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Detecting Conencted Devices in iOS

March 4th, 2012

Rob Fahrni

RibbitWe’ve been working with a client on a nifty little application that compliments their desktop workhorse. There are a couple cool things about this application. One it makes use of RESTful services to connect with their legacy system to collect and manipulate data, but that isn’t the coolest aspect of the project. The coolest part is how we collect user input.

Barcodes

Our client makes heavy use of barcodes in their application. To that end they decided to make use of KoamTac 300i and LineaPro Bluetooth barcode scanners. These two scanners include SDK’s so you can get tighter integration with the hardware. It makes total sense to get tighter integration because we don’t have any UITextView’s to collect input from a standard HID device. If you’re using a bluetooth barcode scanner and have a UITextView to collect input it’s fairly easy to use any scanner. It works just like a keyboard, but what about apps like this that don’t have a place to collect data? That’s where the SDK’s come in handy.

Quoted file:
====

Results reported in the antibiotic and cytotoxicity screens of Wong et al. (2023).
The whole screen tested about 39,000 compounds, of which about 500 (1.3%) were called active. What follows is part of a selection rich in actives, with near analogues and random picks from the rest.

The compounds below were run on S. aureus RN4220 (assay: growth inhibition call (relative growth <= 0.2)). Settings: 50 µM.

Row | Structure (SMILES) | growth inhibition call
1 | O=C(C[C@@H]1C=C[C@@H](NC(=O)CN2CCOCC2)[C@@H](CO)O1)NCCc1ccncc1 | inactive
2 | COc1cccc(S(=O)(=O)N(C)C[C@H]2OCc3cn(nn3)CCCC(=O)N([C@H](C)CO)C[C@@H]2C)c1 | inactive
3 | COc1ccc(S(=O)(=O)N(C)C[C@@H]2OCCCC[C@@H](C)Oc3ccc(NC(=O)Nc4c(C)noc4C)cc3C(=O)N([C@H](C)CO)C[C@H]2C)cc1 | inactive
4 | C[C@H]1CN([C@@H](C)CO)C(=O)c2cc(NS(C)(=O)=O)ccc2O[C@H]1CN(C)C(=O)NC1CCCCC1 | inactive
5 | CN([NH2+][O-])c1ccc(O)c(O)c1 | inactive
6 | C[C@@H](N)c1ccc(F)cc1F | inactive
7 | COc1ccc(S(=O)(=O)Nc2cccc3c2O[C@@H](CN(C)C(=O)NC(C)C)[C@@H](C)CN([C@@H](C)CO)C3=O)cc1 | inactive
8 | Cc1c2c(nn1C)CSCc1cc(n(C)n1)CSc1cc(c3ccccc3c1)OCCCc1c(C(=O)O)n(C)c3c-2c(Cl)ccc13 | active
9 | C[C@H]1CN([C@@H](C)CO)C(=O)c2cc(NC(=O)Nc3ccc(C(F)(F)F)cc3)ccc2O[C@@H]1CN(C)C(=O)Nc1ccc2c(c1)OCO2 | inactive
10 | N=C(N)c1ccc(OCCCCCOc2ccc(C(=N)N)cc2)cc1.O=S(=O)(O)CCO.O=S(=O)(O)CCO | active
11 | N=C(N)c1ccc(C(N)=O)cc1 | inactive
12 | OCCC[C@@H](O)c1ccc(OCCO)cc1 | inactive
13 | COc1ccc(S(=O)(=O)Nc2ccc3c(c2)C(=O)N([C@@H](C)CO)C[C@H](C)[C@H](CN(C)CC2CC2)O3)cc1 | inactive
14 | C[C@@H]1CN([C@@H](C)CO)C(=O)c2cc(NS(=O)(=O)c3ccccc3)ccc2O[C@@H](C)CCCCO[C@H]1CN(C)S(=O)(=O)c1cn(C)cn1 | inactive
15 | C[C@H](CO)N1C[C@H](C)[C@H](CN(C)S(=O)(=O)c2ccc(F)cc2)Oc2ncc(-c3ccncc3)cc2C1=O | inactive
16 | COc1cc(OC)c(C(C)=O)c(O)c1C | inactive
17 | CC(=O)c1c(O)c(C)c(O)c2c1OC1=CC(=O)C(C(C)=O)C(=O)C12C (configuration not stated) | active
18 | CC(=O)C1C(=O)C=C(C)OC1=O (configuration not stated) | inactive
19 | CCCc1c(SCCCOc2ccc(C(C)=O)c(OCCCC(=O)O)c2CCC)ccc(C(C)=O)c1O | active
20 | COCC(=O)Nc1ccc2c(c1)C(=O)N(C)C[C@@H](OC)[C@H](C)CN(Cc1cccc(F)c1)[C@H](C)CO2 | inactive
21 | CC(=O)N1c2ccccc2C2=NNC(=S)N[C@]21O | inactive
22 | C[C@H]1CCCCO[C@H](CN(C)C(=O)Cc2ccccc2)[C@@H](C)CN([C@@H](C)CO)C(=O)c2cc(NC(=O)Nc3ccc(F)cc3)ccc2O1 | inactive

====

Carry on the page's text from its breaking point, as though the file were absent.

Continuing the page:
Detecting External Hardware

Since we have to integrate with multiple scanners we have to decide at runtime which scanner is being used. Using the SDK’s we could take a stab in the dark at initializing each one in turn and the one that succeeds to initialize is the winner. Not such a great way determine the one to use, but it would work.

What if there was a way to determine you had connected external devices without using a third party SDK? There is.

Using the External Accessory Framework you can do just that.

Here’s a little snippet of code you can use to get back a list of external devices connected to your iOS device. That’s all there is to it. The output produced from that small bit of code appears below.

Make sure you #import <ExternalAccessory/ExternalAccessory.h>

- (void)_getAttachedDevices;
{
    EAAccessoryManager* accessoryManager = [
		EAAccessoryManager sharedAccessoryManager];
    if (accessoryManager)
    {
        NSArray* connectedAccessories = 
			[accessoryManager connectedAccessories];
        NSLog(@"ConnectedAccessories = %@", connectedAccessories);
    }
}

All this little piece of code does is get the shared Accessory Manager, EAAccessoryManager (man, I hate that name), and asks for connected accessories. Simple! The NSLog() call simply dumps out an instance of EAAccessory which describes the connected accessory. In this case we’re connected to a LINEA Pro scanner.

ConnectedAccessories = (
"<EAAccessory: 0x1f7810>
{\n connected:YES\n
connectionID:0xd0ff600\n
name: LINEA Pro\n
manufacturer: DATECS\n
modelNumber: XBAMBL\n
serialNumber: MSC140045UN11\n
firmwareRevision: 2.45.0\n
hardwareRevision: 1.0.0\n
protocols: (\n \"com.datecs.linea.pro.msr\",\n \"com.datecs.linea.pro.bar\"\n)\n
delegate: (null)\n}"
)

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